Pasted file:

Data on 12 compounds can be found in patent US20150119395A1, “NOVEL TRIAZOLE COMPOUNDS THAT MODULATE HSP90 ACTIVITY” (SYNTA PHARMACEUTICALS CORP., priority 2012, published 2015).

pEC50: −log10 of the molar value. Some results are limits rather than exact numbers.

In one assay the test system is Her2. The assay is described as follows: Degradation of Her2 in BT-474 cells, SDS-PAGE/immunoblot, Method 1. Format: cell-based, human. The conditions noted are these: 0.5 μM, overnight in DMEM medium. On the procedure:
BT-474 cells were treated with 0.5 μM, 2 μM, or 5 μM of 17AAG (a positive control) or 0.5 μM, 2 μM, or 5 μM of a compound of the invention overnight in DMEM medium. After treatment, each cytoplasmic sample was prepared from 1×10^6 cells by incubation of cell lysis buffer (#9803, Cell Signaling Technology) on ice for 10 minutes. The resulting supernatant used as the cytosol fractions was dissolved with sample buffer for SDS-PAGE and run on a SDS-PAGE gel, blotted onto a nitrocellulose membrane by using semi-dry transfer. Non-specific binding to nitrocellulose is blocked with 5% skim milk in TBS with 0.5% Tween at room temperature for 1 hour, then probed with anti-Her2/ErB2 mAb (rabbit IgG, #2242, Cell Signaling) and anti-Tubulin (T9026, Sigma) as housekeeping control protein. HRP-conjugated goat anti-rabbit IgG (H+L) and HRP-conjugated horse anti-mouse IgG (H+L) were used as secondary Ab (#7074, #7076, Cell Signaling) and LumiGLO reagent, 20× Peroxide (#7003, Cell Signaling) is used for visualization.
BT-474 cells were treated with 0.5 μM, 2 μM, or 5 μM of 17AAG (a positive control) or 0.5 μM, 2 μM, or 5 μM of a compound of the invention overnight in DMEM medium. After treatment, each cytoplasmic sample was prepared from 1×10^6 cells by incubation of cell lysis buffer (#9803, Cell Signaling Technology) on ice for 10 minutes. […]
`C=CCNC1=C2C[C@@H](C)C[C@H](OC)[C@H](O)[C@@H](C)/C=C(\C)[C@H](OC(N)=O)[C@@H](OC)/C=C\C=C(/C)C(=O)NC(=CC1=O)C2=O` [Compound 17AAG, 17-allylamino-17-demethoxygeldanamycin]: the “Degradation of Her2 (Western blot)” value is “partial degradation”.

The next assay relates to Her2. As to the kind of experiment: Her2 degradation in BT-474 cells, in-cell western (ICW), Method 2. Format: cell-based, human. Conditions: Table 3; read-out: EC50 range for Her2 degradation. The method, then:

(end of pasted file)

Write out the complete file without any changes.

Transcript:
Data on 12 compounds can be found in patent US20150119395A1, “NOVEL TRIAZOLE COMPOUNDS THAT MODULATE HSP90 ACTIVITY” (SYNTA PHARMACEUTICALS CORP., priority 2012, published 2015).

pEC50: −log10 of the molar value. Some results are limits rather than exact numbers.

In one assay the test system is Her2. The assay is described as follows: Degradation of Her2 in BT-474 cells, SDS-PAGE/immunoblot, Method 1. Format: cell-based, human. The conditions noted are these: 0.5 μM, overnight in DMEM medium. On the procedure:
BT-474 cells were treated with 0.5 μM, 2 μM, or 5 μM of 17AAG (a positive control) or 0.5 μM, 2 μM, or 5 μM of a compound of the invention overnight in DMEM medium. After treatment, each cytoplasmic sample was prepared from 1×10^6 cells by incubation of cell lysis buffer (#9803, Cell Signaling Technology) on ice for 10 minutes. The resulting supernatant used as the cytosol fractions was dissolved with sample buffer for SDS-PAGE and run on a SDS-PAGE gel, blotted onto a nitrocellulose membrane by using semi-dry transfer. Non-specific binding to nitrocellulose is blocked with 5% skim milk in TBS with 0.5% Tween at room temperature for 1 hour, then probed with anti-Her2/ErB2 mAb (rabbit IgG, #2242, Cell Signaling) and anti-Tubulin (T9026, Sigma) as housekeeping control protein. HRP-conjugated goat anti-rabbit IgG (H+L) and HRP-conjugated horse anti-mouse IgG (H+L) were used as secondary Ab (#7074, #7076, Cell Signaling) and LumiGLO reagent, 20× Peroxide (#7003, Cell Signaling) is used for visualization.
BT-474 cells were treated with 0.5 μM, 2 μM, or 5 μM of 17AAG (a positive control) or 0.5 μM, 2 μM, or 5 μM of a compound of the invention overnight in DMEM medium. After treatment, each cytoplasmic sample was prepared from 1×10^6 cells by incubation of cell lysis buffer (#9803, Cell Signaling Technology) on ice for 10 minutes. […]
`C=CCNC1=C2C[C@@H](C)C[C@H](OC)[C@H](O)[C@@H](C)/C=C(\C)[C@H](OC(N)=O)[C@@H](OC)/C=C\C=C(/C)C(=O)NC(=CC1=O)C2=O` [Compound 17AAG, 17-allylamino-17-demethoxygeldanamycin]: the “Degradation of Her2 (Western blot)” value is “partial degradation”.

The next assay relates to Her2. As to the kind of experiment: Her2 degradation in BT-474 cells, in-cell western (ICW), Method 2. Format: cell-based, human. Conditions: Table 3; read-out: EC50 range for Her2 degradation. The method, then: